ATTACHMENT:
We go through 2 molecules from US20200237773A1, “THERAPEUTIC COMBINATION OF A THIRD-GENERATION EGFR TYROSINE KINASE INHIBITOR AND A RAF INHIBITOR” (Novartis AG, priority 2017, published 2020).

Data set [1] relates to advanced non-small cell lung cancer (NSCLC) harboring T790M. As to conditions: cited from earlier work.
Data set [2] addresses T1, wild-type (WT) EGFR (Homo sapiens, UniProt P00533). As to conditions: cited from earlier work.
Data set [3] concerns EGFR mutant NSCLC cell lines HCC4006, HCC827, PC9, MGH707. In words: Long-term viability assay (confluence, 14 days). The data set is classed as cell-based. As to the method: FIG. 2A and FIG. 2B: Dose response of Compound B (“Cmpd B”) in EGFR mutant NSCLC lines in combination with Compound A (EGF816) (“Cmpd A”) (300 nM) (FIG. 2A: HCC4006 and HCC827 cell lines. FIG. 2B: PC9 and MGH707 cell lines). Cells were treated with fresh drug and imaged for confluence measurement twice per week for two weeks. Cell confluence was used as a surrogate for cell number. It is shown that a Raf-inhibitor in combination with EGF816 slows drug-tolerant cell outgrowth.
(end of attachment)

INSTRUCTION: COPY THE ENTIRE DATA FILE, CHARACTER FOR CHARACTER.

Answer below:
We go through 2 molecules from US20200237773A1, “THERAPEUTIC COMBINATION OF A THIRD-GENERATION EGFR TYROSINE KINASE INHIBITOR AND A RAF INHIBITOR” (Novartis AG, priority 2017, published 2020).

Data set [1] relates to advanced non-small cell lung cancer (NSCLC) harboring T790M. As to conditions: cited from earlier work.
Data set [2] addresses T1, wild-type (WT) EGFR (Homo sapiens, UniProt P00533). As to conditions: cited from earlier work.
Data set [3] concerns EGFR mutant NSCLC cell lines HCC4006, HCC827, PC9, MGH707. In words: Long-term viability assay (confluence, 14 days). The data set is classed as cell-based. As to the method: FIG. 2A and FIG. 2B: Dose response of Compound B (“Cmpd B”) in EGFR mutant NSCLC lines in combination with Compound A (EGF816) (“Cmpd A”) (300 nM) (FIG. 2A: HCC4006 and HCC827 cell lines. FIG. 2B: PC9 and MGH707 cell lines). Cells were treated with fresh drug and imaged for confluence measurement twice per week for two weeks. Cell confluence was used as a surrogate for cell number. It is shown that a Raf-inhibitor in combination with EGF816 slows drug-tolerant cell outgrowth.